Cost Of Insolvencies At The Highest Level In A Decade
Last year, during the 2020 calendar year, The Insolvency Service an agency of The Department for Business, Energy and Industrial Strategy paid out a total of £453.37 million from the National Insurance Fund to former members of staff as a result of their employer entering into either administration, liquidation, a CVA or another form of corporate insolvency according to analysis by the real estate adviser, Altus Group, the highest amount in a decade.
A total of £297.49 million was paid out in redundancy pay whilst £93.32 million was for money that would have been earned working a notice period. £28.41 million went on unpaid holiday pay and £34.15 million on outstanding payments for wages, overtime and commission owed according to data released to Altus Group under the Freedom of Information Act.
The amount paid was up by 31% on the previous year, £107.26 million higher than the £346.11 million paid during 2019. This was the highest amount paid out of the National Insurance Fund at any time during the last decade driven by the high street crisis taking total payments from the fund to £3.02 billion during the last 10 years.
Despite this, the actual number of underlying company insolvencies during 2020 fell by 27% with £280 billion of Government support keeping the ‘pilot light’ on for many struggling firms.
A host of well-known retailers went into administration during 2020 affecting 109,407 jobs with 47% of those employees losing their jobs compared with around one third during the previous recession in 2008 demonstrating that retailers going bust are now much larger and the effects on staff more pronounced according to the Centre for Retail Research.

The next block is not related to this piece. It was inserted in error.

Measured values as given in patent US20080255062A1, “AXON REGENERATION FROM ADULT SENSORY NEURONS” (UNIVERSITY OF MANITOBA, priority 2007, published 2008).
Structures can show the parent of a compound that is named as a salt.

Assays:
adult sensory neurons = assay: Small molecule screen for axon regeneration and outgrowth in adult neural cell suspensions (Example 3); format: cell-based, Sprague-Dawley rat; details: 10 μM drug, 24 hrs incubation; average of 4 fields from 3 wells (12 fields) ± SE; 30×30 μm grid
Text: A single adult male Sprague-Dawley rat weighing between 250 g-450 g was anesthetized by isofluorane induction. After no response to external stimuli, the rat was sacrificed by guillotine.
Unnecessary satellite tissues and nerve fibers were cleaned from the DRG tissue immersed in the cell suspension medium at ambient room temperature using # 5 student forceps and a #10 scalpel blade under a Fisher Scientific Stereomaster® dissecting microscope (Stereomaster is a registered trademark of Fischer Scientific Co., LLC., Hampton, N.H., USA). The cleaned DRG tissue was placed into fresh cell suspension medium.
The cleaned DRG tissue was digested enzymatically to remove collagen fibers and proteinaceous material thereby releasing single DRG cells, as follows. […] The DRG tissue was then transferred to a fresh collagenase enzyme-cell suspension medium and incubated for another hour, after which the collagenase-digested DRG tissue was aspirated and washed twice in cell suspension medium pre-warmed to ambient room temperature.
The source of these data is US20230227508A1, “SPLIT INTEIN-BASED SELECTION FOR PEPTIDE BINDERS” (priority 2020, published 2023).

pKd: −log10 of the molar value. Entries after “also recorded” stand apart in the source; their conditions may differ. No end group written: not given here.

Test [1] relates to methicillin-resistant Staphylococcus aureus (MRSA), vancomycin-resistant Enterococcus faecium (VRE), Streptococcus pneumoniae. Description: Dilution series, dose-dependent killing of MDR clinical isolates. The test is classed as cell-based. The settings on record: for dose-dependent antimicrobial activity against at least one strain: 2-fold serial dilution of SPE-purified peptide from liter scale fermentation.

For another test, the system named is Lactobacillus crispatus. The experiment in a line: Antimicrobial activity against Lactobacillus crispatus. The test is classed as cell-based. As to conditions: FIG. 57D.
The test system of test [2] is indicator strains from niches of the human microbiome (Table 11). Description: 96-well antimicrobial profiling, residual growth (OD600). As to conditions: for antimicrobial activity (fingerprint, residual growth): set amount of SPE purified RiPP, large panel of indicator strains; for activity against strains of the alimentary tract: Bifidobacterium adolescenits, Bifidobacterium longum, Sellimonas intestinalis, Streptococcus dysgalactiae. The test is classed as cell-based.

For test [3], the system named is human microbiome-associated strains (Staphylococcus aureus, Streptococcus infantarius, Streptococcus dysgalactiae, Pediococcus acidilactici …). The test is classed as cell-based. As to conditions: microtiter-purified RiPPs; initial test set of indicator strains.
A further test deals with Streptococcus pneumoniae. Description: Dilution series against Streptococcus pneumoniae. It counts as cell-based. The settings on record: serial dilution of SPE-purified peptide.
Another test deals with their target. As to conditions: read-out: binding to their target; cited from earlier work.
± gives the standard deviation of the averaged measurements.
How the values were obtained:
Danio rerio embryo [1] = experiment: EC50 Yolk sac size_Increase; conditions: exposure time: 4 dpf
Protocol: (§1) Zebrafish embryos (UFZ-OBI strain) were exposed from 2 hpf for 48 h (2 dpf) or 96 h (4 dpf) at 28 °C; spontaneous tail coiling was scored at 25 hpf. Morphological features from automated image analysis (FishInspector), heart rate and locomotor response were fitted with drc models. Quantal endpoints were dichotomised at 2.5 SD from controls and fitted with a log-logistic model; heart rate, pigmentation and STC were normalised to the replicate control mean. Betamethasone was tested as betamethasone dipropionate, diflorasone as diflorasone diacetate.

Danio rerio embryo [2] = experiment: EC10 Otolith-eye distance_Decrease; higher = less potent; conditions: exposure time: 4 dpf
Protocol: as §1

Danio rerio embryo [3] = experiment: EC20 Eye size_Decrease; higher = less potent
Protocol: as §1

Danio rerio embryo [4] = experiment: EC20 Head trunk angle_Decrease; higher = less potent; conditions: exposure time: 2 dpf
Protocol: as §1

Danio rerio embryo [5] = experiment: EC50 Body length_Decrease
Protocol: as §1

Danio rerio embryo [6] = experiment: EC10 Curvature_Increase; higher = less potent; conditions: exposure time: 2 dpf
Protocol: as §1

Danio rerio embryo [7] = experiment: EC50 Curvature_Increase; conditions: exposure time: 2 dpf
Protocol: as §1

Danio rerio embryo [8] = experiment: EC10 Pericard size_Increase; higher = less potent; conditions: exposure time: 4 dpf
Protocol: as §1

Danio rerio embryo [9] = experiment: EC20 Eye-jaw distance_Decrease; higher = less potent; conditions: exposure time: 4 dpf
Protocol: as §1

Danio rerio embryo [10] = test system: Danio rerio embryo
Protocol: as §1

The coronavirus pandemic has seen shoppers stay at home involving frequent lockdowns of ‘non-essential’ stores driving shoppers online. ‘Social distancing’ and other requirements of trading during the pandemic increased retail costs and made it difficult to attract customers. High streets also become less desirable during 2020 with large parts of the hospitality sector closed for long periods.
The Ministry of Housing, Communities and Local Government say that they expect Council income from business rates in England to rise to £24.84 billion during 2021/22 up from £14.95 billion collected during 2020/21 if the business rates holiday isn’t extended, as part of a basket of wider business support, set to be announced at the Budget on Wednesday.
Robert Hayton, U.K. President of Property Tax at Altus Group, warns “ending the holiday too early is one material pressure on company finances that risks affecting the recovery from the pandemic now the end is in sight” adding “the Chancellor must use his upcoming Budget to ensure that viable businesses are adequately supported through a discerning targeted extension.”